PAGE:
The Mungoshis’ Journey of Love, Trials, and Triumphs by Beaven Tapureta

jesesiThe year is 1974. Jesesi Mungoshi, then a single young woman, is lying ill in her room at her sister’s house. She is apparently in pain. In a short moment, her sister’s husband comes into the room in the company of a friend and a fellow artist named Charles. Introductions are made.  Charles has already published his first book Coming of the Dry Season (1972) but this information escapes the intros and Charles keeps it that way.

Jesesi is not sure if the men are drunk or not but the first words Charles says are, “Ah saka tinoziva vakareba sei kana vakarara? (Ah, so how do we know her height when she is lying down?)

Although she is in pain, she bursts out laughing. Why is she laughing? She cannot tell. Later, the two men leave the house. But Charles has done his job like a doctor of love with the romantic poetry of his few words.

The above is but one of the fondest moments Jesesi Mungoshi, a gifted actress and wife of the great author Charles Mungoshi, remembers about her early days of acquaintance with her husband.

Jesesi, who featured in the Zimbabwean film Neria as the main character Neria, narrated touching episodes in the life of her family and the great writer at a Zimbabwe Writers’ Association organized writers’ gathering themed ‘Writers’ Family Reminisce’ held on Saturday, April 5, in Harare.

In 1974 Charles was working for the then Book Centre (now Textbook Sales) while she had finished school but had not yet decided which career to follow in her life. When she then fell in love with Charles after the first encounter, he proposed to marry her that year but she refused.

Her refusal to get married disappointed the young lover Charles whose intention had been to work and raise money for the bride price.

He told her he was resigning from his job because there was no more reason to work. And he actually left his job and used this free time to finish his two books Ndiko Kupindana Kwemazuva and Waiting for the Rain which simultaneously came out in 1975.

Love is an invisible twine that draws two hearts to each other regardless of strict decisions made earlier. It is even more true that the heart knows what the mind may not.

With a brother strongly advising her to first proceed with her education, Jesesi found herself in a tight spot where she had to choose between getting married and lose his brother’s trust and perhaps his support or lose the man of her heart.

Jesesi said she decided to get married. Immediately after receiving the good news, Charles right away went back to work but for a different employer. He found a job at the Literature Bureau after being recommended by the late great actor Walter Muparutsa who by then worked at the Bureau. In a few months, Charles saved his money and married the love of his life in 1975. The following year the couple was blessed with their first born son and named him Farayi (Be happy).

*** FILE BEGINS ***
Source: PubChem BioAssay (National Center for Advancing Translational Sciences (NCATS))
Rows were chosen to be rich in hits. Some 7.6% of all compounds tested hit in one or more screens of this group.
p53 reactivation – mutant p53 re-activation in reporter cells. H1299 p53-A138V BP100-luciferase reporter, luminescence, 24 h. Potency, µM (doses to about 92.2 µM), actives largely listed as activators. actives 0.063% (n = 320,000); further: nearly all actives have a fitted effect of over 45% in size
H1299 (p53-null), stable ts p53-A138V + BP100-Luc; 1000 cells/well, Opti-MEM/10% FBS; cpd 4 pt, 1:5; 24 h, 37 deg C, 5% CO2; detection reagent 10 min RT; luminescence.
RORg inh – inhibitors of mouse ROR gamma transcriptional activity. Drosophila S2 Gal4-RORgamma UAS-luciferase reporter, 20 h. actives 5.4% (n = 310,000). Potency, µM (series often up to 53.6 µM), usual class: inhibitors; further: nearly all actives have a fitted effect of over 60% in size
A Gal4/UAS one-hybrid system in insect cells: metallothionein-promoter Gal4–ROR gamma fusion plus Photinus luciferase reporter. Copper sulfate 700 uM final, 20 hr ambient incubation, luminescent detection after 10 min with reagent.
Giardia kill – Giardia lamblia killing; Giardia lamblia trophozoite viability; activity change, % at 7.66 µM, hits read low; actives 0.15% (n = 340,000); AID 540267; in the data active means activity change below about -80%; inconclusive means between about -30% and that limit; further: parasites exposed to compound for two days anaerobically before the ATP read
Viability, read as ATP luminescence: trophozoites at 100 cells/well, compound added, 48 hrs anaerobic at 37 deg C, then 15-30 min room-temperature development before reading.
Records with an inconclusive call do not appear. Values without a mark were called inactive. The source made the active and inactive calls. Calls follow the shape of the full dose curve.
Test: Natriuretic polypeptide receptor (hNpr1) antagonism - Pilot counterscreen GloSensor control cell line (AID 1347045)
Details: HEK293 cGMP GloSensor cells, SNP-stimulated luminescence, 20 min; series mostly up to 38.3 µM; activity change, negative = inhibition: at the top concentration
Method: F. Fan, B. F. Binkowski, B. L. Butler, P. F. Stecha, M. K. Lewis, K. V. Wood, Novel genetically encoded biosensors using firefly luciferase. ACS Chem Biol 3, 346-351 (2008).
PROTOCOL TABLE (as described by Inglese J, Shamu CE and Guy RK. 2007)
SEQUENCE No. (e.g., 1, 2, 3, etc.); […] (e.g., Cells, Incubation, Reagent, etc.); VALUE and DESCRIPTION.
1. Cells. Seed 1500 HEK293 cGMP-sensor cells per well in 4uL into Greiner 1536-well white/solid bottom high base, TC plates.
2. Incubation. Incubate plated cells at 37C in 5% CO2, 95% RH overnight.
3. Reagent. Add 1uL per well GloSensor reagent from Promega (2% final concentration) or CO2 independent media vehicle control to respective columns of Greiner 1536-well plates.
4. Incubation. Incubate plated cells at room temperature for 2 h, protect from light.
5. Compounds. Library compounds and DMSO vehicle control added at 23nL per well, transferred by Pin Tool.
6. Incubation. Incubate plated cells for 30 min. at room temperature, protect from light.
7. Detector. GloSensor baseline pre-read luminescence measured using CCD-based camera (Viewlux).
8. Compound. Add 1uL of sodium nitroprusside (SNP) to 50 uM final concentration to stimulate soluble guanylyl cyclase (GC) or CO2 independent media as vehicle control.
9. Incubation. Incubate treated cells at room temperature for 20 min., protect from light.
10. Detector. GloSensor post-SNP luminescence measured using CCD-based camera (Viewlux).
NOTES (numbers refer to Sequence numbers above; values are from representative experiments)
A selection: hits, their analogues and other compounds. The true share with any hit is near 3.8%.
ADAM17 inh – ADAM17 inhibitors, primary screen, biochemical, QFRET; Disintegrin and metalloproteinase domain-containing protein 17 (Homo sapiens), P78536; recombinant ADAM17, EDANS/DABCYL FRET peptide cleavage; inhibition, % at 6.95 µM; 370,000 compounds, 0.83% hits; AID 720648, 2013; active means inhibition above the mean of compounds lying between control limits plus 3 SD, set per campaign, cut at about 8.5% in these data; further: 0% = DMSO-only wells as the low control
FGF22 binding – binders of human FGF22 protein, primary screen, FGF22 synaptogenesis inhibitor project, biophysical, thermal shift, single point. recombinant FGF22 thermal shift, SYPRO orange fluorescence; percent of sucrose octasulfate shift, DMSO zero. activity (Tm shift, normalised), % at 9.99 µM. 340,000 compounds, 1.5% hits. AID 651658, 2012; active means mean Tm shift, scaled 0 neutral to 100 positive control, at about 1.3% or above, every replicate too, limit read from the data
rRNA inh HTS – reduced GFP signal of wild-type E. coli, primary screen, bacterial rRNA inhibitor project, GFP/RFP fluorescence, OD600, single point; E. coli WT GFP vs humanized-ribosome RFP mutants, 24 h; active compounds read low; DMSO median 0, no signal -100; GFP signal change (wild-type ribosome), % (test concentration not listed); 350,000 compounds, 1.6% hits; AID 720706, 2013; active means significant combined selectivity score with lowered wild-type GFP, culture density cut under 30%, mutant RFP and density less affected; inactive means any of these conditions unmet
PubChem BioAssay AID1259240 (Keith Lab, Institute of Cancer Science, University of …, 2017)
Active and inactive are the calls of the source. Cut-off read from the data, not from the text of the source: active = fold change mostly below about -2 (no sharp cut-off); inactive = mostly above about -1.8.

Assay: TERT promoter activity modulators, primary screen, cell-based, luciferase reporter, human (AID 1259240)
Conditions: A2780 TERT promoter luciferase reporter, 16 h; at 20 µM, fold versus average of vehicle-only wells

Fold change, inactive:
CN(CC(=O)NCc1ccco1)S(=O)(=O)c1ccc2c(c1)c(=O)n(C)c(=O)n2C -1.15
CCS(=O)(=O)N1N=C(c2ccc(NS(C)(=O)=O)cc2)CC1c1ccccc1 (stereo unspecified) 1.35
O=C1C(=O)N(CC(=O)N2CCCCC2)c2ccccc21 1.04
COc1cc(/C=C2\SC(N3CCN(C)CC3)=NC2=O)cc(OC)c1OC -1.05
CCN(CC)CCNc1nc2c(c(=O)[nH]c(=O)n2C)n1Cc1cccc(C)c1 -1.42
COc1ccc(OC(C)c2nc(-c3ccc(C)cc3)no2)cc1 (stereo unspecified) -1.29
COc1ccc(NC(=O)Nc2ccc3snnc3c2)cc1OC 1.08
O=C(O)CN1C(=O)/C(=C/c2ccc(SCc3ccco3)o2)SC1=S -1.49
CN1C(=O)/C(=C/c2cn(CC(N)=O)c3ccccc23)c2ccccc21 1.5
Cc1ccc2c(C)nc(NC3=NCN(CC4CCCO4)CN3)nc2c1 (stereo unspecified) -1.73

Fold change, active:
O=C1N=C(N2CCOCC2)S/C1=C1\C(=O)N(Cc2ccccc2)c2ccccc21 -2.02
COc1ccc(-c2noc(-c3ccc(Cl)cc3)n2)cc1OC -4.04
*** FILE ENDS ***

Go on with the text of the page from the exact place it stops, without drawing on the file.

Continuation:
Charles’ deep passion for writing exhibited itself even at unusual times, said Jesesi.

At some point soon after getting married, Jesesi said she boarded a bus with Charles to Mbare. It was supposed to be a romantic day out.

“As a woman I was excited to be sitting next to my man in the bus and I expected a conversation,” she said.

But the writer Charles always made sure he carried a notebook in his pocket. On this day in the bus he fished it out and started jotting notes about what he observed around him. His nature made Jesesi want to know him better and be part of his life.

Jesesi said Charles would later at home condense his notes and it would take him a few days to finish a complete manuscript. During the period when he is writing, he would enter and live in his own world.

“He would literally get possessed by writing that he would not see you walking into the room,” said Jesesi.

She remembered Charles once told her about an experience he had after completing his manuscript Makunun’unu Maodzamoyo which is set in Manyene, Chivhu.

Charles was living in Kambuzuma but what happened was that while writing the book, he lost sense of where he was. At 3am, after he finished what would become a masterpiece, he rose, stretched out arms, satisfied with the completion of a task. But something was wrong in his mind. He could not tell if he was in Harare or Chivhu.

As told to Jesesi by Charles, this was a moment the author drifted on the edges of insanity as his mind immediately plunged into a vexing cloud of reality and imagination. But he slept only to be awakened later by birdsongs and then he sobered.

Although Charles’ drinking habit could have scared her out of her marriage, Jesesi said she stood strong by him because she had accepted her husband wholeheartedly. For her, marriage is a matter of committing oneself to the promise of love and faithfulness even during hard times.